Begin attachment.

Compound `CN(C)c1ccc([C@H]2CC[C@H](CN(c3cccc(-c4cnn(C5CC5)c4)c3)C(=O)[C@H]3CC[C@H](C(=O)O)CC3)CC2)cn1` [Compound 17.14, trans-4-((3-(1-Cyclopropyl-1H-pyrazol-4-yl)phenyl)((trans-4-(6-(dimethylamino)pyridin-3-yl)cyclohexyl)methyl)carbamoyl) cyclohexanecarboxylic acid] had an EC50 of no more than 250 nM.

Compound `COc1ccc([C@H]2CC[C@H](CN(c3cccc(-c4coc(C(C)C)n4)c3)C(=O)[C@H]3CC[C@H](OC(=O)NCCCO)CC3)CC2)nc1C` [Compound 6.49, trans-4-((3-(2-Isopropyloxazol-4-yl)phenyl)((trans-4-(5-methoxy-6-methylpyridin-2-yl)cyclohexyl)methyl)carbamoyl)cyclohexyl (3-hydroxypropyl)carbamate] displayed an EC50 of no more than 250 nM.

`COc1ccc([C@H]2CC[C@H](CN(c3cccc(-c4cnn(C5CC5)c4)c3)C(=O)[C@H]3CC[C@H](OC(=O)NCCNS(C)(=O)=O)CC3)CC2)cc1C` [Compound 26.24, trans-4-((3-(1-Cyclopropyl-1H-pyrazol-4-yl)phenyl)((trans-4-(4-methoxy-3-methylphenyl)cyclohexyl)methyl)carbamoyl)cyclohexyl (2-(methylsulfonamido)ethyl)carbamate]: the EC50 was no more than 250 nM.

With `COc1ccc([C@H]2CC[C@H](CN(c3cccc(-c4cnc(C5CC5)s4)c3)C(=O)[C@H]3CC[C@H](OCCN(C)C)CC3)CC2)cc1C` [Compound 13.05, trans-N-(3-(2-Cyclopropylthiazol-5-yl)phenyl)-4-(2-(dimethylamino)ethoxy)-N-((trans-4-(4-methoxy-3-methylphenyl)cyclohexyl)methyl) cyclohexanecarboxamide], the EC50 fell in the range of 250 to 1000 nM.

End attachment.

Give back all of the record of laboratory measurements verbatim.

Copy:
Compound `CN(C)c1ccc([C@H]2CC[C@H](CN(c3cccc(-c4cnn(C5CC5)c4)c3)C(=O)[C@H]3CC[C@H](C(=O)O)CC3)CC2)cn1` [Compound 17.14, trans-4-((3-(1-Cyclopropyl-1H-pyrazol-4-yl)phenyl)((trans-4-(6-(dimethylamino)pyridin-3-yl)cyclohexyl)methyl)carbamoyl) cyclohexanecarboxylic acid] had an EC50 of no more than 250 nM.

Compound `COc1ccc([C@H]2CC[C@H](CN(c3cccc(-c4coc(C(C)C)n4)c3)C(=O)[C@H]3CC[C@H](OC(=O)NCCCO)CC3)CC2)nc1C` [Compound 6.49, trans-4-((3-(2-Isopropyloxazol-4-yl)phenyl)((trans-4-(5-methoxy-6-methylpyridin-2-yl)cyclohexyl)methyl)carbamoyl)cyclohexyl (3-hydroxypropyl)carbamate] displayed an EC50 of no more than 250 nM.

`COc1ccc([C@H]2CC[C@H](CN(c3cccc(-c4cnn(C5CC5)c4)c3)C(=O)[C@H]3CC[C@H](OC(=O)NCCNS(C)(=O)=O)CC3)CC2)cc1C` [Compound 26.24, trans-4-((3-(1-Cyclopropyl-1H-pyrazol-4-yl)phenyl)((trans-4-(4-methoxy-3-methylphenyl)cyclohexyl)methyl)carbamoyl)cyclohexyl (2-(methylsulfonamido)ethyl)carbamate]: the EC50 was no more than 250 nM.

With `COc1ccc([C@H]2CC[C@H](CN(c3cccc(-c4cnc(C5CC5)s4)c3)C(=O)[C@H]3CC[C@H](OCCN(C)C)CC3)CC2)cc1C` [Compound 13.05, trans-N-(3-(2-Cyclopropylthiazol-5-yl)phenyl)-4-(2-(dimethylamino)ethoxy)-N-((trans-4-(4-methoxy-3-methylphenyl)cyclohexyl)methyl) cyclohexanecarboxamide], the EC50 fell in the range of 250 to 1000 nM.